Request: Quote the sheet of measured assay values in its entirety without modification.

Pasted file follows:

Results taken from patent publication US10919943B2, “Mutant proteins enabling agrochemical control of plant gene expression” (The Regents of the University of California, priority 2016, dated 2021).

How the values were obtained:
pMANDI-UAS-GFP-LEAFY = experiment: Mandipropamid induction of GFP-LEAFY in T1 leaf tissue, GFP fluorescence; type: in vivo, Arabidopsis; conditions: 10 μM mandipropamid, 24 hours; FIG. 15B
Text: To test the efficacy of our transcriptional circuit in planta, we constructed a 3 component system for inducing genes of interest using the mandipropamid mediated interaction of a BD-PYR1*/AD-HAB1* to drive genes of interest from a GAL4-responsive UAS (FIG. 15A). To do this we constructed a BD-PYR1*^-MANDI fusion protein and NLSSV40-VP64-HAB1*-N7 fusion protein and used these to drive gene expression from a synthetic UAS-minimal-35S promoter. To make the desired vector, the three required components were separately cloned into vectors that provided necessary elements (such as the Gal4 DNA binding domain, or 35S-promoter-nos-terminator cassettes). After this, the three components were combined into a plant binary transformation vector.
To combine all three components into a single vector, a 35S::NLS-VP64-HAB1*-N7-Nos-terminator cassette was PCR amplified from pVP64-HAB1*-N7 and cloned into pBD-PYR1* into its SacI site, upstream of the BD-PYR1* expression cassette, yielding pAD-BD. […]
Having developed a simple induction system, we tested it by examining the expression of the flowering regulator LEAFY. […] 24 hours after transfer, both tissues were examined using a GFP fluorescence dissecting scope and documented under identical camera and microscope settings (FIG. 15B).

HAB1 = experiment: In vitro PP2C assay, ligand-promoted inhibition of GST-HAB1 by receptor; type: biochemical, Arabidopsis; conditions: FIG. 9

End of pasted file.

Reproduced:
Results taken from patent publication US10919943B2, “Mutant proteins enabling agrochemical control of plant gene expression” (The Regents of the University of California, priority 2016, dated 2021).

How the values were obtained:
pMANDI-UAS-GFP-LEAFY = experiment: Mandipropamid induction of GFP-LEAFY in T1 leaf tissue, GFP fluorescence; type: in vivo, Arabidopsis; conditions: 10 μM mandipropamid, 24 hours; FIG. 15B
Text: To test the efficacy of our transcriptional circuit in planta, we constructed a 3 component system for inducing genes of interest using the mandipropamid mediated interaction of a BD-PYR1*/AD-HAB1* to drive genes of interest from a GAL4-responsive UAS (FIG. 15A). To do this we constructed a BD-PYR1*^-MANDI fusion protein and NLSSV40-VP64-HAB1*-N7 fusion protein and used these to drive gene expression from a synthetic UAS-minimal-35S promoter. To make the desired vector, the three required components were separately cloned into vectors that provided necessary elements (such as the Gal4 DNA binding domain, or 35S-promoter-nos-terminator cassettes). After this, the three components were combined into a plant binary transformation vector.
To combine all three components into a single vector, a 35S::NLS-VP64-HAB1*-N7-Nos-terminator cassette was PCR amplified from pVP64-HAB1*-N7 and cloned into pBD-PYR1* into its SacI site, upstream of the BD-PYR1* expression cassette, yielding pAD-BD. […]
Having developed a simple induction system, we tested it by examining the expression of the flowering regulator LEAFY. […] 24 hours after transfer, both tissues were examined using a GFP fluorescence dissecting scope and documented under identical camera and microscope settings (FIG. 15B).

HAB1 = experiment: In vitro PP2C assay, ligand-promoted inhibition of GST-HAB1 by receptor; type: biochemical, Arabidopsis; conditions: FIG. 9